Linda McKee fell for the rainforest in Rambala. She wrote to me: “We are enjoying our time on the farm. Our local farm manager is so happy when he produces a new veggie for us all to eat! We are learning more than we could have imagined and our Spanish is growing exponentially!”
For Jason and Lisa, it was the bustling beach area of Gorgona, which seemed like a good place to them to buy beach property. “I have a few places in Gorgona,” Jason said to me earlier this year, adding: “WE LOVE PANAMA!” His enthusiasm requires all-caps.
For some it’s the rainforest…for others it’s the beach or the mountains or the city. You may come here and simply fall for the laid-back culture or the smiling people.
But these expats all have something in common—they didn’t just listen to their hearts. They also took a good look at Panama from a practical point of view.
People always have some modern convenience…or some little must-have…that they cannot or do not want to live without. And whether we’re talking necessary medication or ballroom dancing or Lean Cuisine, it’s important to know what the deal is before planning a move.
And here’s where Panama really shines. Sure, you can head to remote or rural areas and live like a local. In 2010, Linda and Eric didn’t even have power in their remote area of mainland Bocas del Toro. But you don’t have to live that way. In Panama City and developed towns such as David, Coronado, Boquete, Santiago, and more, the amenities are excellent.
The roads are constantly being expanded or maintained as needed. Panama City—known for prodigious traffic—is overhauling what was a deficient transit system. There are new traffic lights, new buses, and the city’s first ever metro line is well under construction. It’s slated to commence operations by the end of 2013. These changes have improved day-to-day life for me, my cleaning lady, and millions more.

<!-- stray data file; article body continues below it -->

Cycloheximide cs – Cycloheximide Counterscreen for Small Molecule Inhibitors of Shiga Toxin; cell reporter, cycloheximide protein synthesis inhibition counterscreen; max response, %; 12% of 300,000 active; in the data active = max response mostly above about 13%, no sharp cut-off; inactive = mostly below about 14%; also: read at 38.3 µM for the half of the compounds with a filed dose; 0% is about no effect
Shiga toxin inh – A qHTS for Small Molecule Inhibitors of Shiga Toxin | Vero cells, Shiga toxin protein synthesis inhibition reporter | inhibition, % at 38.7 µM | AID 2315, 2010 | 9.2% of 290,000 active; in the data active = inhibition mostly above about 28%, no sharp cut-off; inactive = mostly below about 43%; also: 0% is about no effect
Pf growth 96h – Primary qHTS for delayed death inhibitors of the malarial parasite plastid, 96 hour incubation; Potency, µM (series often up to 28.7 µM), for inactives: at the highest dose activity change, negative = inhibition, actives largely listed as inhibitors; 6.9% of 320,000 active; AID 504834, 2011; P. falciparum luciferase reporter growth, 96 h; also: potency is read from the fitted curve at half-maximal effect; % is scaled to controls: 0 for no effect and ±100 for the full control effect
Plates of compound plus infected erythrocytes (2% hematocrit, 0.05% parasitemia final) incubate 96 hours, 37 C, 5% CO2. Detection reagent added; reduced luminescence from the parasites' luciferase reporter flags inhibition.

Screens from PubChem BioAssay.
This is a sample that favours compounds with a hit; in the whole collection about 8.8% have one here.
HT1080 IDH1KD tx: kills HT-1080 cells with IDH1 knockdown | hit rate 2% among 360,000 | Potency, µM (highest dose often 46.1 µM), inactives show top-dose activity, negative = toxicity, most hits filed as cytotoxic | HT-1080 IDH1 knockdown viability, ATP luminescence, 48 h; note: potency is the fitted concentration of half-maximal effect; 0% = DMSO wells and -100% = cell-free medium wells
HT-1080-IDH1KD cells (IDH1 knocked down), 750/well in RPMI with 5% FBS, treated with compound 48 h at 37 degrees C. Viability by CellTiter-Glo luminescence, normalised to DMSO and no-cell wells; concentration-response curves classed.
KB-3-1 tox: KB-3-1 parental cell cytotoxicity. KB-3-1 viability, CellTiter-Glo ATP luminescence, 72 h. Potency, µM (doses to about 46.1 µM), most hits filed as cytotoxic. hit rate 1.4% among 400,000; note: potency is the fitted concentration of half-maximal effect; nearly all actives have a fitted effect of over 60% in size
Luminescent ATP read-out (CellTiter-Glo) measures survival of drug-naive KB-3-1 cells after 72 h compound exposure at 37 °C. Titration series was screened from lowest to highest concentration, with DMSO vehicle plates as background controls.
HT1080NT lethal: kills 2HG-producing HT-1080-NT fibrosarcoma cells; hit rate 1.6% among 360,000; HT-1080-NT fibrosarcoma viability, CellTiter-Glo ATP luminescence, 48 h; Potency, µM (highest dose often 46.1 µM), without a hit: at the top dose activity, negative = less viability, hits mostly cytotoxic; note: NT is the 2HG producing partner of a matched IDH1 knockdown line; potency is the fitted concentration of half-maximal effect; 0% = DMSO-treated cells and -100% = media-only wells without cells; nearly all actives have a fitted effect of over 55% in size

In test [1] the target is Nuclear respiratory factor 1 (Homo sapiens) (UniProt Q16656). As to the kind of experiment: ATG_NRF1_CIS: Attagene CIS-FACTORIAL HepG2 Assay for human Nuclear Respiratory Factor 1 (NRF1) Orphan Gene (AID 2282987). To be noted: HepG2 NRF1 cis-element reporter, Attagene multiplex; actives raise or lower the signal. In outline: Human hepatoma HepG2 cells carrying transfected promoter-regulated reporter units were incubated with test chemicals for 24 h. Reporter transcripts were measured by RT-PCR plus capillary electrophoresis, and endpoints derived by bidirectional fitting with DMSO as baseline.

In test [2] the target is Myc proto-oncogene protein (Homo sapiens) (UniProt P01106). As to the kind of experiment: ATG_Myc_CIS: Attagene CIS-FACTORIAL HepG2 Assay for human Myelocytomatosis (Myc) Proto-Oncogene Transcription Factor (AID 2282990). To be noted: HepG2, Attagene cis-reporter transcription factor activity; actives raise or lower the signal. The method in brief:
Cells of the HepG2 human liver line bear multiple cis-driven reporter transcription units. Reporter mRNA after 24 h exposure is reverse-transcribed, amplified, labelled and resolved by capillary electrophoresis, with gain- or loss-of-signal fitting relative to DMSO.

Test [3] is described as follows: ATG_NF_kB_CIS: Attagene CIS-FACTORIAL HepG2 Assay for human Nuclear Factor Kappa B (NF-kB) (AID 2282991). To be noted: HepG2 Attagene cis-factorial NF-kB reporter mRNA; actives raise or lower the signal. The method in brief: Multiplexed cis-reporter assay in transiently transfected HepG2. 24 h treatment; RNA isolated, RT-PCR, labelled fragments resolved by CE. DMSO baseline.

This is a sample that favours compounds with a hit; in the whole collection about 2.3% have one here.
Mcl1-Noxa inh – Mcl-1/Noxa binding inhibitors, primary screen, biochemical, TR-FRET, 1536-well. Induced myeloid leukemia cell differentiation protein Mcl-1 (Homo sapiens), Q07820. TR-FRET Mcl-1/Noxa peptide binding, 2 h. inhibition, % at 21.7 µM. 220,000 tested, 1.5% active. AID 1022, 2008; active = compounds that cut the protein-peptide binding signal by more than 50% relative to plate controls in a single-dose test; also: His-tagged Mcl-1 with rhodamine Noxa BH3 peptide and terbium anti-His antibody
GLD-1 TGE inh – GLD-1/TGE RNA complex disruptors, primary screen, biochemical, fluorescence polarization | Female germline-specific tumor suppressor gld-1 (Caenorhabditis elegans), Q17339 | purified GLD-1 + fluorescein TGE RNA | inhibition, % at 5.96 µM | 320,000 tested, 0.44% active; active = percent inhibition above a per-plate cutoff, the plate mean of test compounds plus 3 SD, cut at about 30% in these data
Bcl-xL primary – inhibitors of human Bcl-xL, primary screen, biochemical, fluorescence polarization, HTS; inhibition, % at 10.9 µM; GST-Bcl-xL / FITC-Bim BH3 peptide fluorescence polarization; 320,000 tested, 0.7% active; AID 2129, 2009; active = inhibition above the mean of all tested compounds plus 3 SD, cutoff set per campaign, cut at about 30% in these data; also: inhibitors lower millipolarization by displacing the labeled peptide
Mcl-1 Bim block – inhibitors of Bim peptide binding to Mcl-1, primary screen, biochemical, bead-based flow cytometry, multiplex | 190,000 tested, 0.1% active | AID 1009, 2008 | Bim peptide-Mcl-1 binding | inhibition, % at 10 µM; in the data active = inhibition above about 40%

I can treat myself to all the imports I love at local supermarkets. I try to buy mostly local products. But if I have a hankering for Granny Smith apples, quinoa, Nutella, Philadelphia cream cheese…you name it…I can get it. The last time I couldn’t find what I wanted (organic maple syrup), I “tweeted” my request to gourmet supermarket chain Riba Smith. The next time I looked, voilà! It was on the shelves.
As for outings, you wouldn’t believe how good I have it. I saw (and heard) Andre Bocelli—one of the world’s great opera tenors—live in concert here. It cost me a pretty penny, about $175. But I usually spend $0 to $20 on my outings. Last week I went to a free event…a poetry reading, interspersed with live, original music from a strings trio. At the end, there was a toast. And yes, the wine was free, too.
In my Panama City apartment—in a neighborhood called Betania—I have excellent water pressure and quality. Power interruptions are very rare. I make do with an inexpensive Internet package. Local provider Cable Onda provides me with wireless 3MB download speed and one megabyte upload speed for about $25 a month. It’s plenty for a desktop computer, laptop, and iPad to run at the same time. If you need double or triple the speed, you can get it.
It’s true that local providers like Cable Onda can be slow to install or respond to complaints. As in many parts of Latin America, customer service in Panama isn’t quite the art form it’s become in places like San Francisco or Chicago. But I have learned that things work at a different pace here, and the important thing is that my problems are always resolved. If I’m unable to watch a movie on Pay-per-View, I get credited…just like when I lived in the States.
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